Common Cat Myths & Misconceptions

Posted by on Thursday, May 28th, 2015 in Blog

Common Cat Myths & Misconceptions

October 29th is National Cat Day! Check out these common myths and misconceptions about our feline friends.

Cats eat grass when they are sick — Veterinarians have no proven answers as to why cats eat grass. Many think it’s to make themselves sick when their tummy is upset, but research indicates they may just like to eat grass.

Putting a bell on cats will keep them from killing birds — It’s been discovered that many belled cats actually become more effective hunters because they learn how to improve their stalking to avoid detection. The best way to protect backyard birds is to keep cats indoors.

Cats always land on their feet — Because of their flexible backbones and skeletons, cats can usually right themselves if they fall or jump from high places. But if they are dropped under 12 feet, they often cannot turn themselves over before hitting the ground.

Milk is good for cats — Cats may be attracted to milk and other dairy products, but many cats are lactose-intolerant, meaning a warm saucer of milk will likely give them terrible diarrhea. Cats only require milk from their mother when they are nursing.

Cats can smother newborn babies — This old wives’ tale likely got its start in the Middle Ages, when people believed a cat could steal a baby’s soul. The truth is, there’s never been a recorded death of a newborn being smothered by a cat. In fact, most cats will steer clear of crying infants.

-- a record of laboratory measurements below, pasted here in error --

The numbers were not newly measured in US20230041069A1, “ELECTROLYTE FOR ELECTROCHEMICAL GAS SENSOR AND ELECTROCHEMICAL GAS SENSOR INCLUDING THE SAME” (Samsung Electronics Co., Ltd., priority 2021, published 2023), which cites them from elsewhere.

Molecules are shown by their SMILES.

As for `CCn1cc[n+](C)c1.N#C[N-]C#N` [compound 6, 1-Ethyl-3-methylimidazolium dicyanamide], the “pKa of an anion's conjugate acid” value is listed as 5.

Pregnant women should get rid of their cats — It’s true that a parasitic disease found in cat feces and litter can cause serious neurological diseases in pregnant women, but expectant mothers can still love and enjoy their feline friends as long as someone else empties the litter box.

Cats purr because they’re happy — No one’s really sure why cats purr, but they also do it during times of stress and even when they’re dying, so it’s not always because they’re happy. Some researchers say the pattern and frequency of purring may improve bone density and promote healing.

Table scraps are OK for cats — Just like dogs, table scraps aren’t recommended for cats. They’re empty calories and may contain harmful ingredients.

My cat is flicking her tail, she must be happy — Actually, most cats will wag or flick their tails when they are upset or thinking.

Cats lose their sense of balance without whiskers — Cats use their whiskers as “feelers,” but not to maintain balance. How a cat positions its whiskers can also be an indication of mood.

All calico cats are female — Most calico and tortie cats are female, but male calico cats do occur in very small numbers (1 in 3,000 kittens) although they are usually sterile.

All cats love catnip — Most people think all cats go crazy for catnip, but the truth is, just 50 percent of felines are susceptible to the plant’s charms. Being attracted to catnip is an inherited trait.

Cats don’t need exercise — You can and should exercise your cat. Felines need mental stimulation as well as physical activity to stay healthy.

Garlic will help cats get rid of worms — Garlic may, in fact, cause anemia in cats and should be avoided.



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